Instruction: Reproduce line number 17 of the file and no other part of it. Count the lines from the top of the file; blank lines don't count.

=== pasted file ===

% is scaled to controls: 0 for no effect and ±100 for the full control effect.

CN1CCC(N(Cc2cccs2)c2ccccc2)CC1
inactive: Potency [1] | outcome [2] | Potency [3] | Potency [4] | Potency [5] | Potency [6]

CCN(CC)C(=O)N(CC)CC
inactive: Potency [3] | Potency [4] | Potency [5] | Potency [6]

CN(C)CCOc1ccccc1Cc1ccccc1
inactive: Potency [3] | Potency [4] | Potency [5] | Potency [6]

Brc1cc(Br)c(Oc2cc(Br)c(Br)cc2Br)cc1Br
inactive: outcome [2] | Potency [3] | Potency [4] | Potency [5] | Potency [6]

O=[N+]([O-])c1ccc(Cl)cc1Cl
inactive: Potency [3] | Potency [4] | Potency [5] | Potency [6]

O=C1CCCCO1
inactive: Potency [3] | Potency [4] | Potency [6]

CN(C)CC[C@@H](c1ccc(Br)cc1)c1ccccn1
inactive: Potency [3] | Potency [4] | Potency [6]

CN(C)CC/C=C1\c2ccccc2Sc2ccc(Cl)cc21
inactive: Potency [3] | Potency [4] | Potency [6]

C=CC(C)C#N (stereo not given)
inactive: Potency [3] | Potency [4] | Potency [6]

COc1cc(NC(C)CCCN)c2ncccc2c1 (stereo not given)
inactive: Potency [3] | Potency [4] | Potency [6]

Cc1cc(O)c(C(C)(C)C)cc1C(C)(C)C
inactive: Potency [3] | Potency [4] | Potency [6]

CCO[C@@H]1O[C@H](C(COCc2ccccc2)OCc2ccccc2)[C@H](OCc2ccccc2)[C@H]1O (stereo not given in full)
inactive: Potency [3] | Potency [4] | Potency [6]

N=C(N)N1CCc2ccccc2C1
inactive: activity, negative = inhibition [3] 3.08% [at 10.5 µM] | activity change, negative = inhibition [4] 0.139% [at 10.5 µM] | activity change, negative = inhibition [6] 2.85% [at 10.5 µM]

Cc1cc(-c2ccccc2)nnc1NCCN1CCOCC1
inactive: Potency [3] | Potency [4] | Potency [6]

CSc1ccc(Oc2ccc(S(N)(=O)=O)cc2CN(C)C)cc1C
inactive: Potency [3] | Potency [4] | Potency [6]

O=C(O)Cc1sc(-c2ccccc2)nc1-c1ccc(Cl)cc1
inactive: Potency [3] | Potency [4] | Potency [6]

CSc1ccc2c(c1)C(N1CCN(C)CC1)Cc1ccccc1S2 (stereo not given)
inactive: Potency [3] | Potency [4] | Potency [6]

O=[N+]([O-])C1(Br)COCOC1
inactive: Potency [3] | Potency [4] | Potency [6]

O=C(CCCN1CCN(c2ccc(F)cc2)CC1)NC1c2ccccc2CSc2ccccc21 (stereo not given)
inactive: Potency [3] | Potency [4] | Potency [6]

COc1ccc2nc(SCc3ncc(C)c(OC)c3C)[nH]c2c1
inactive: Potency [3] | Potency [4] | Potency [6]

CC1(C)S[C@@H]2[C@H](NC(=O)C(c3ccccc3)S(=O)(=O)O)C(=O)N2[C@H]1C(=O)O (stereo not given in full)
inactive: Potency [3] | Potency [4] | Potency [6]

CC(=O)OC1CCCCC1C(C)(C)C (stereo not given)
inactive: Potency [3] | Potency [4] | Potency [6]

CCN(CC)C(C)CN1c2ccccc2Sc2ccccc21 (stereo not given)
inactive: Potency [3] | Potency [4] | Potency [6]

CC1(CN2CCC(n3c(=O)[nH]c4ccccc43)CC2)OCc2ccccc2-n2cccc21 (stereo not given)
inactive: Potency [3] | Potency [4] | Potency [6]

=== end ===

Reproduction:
inactive: Potency [3] | Potency [4] | Potency [6]